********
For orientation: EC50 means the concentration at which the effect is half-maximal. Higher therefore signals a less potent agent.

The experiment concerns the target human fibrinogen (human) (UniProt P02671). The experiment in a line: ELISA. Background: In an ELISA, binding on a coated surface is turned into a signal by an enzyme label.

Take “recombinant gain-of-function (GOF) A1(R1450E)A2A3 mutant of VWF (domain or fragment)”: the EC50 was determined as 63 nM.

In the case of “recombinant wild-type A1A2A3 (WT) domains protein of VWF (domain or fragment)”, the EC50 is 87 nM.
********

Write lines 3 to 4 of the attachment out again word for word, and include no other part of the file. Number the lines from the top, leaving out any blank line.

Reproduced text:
Take “recombinant gain-of-function (GOF) A1(R1450E)A2A3 mutant of VWF (domain or fragment)”: the EC50 was determined as 63 nM.

In the case of “recombinant wild-type A1A2A3 (WT) domains protein of VWF (domain or fragment)”, the EC50 is 87 nM.